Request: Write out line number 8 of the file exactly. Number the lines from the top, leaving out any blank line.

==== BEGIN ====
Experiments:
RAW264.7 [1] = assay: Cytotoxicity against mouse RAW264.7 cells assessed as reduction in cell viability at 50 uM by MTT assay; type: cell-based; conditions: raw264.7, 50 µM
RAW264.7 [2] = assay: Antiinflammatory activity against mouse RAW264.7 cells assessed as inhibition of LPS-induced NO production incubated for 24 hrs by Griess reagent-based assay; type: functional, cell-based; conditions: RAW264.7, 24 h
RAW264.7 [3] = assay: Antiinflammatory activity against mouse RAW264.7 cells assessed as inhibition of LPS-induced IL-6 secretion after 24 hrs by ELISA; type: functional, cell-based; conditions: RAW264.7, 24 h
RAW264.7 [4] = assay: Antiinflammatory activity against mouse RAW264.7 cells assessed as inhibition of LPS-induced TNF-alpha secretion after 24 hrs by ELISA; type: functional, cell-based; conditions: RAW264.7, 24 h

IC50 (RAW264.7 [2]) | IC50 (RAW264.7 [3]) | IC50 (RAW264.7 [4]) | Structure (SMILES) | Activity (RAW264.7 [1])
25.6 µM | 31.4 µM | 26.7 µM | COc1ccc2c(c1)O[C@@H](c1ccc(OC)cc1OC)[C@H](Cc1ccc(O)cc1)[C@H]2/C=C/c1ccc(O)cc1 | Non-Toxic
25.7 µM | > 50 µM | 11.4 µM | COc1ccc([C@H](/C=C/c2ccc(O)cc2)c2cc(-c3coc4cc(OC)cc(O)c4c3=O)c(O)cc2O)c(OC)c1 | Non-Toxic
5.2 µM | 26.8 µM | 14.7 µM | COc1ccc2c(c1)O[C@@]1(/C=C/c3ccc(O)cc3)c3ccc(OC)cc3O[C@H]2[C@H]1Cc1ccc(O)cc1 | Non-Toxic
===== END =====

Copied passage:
25.7 µM | > 50 µM | 11.4 µM | COc1ccc([C@H](/C=C/c2ccc(O)cc2)c2cc(-c3coc4cc(OC)cc(O)c4c3=O)c(O)cc2O)c(OC)c1 | Non-Toxic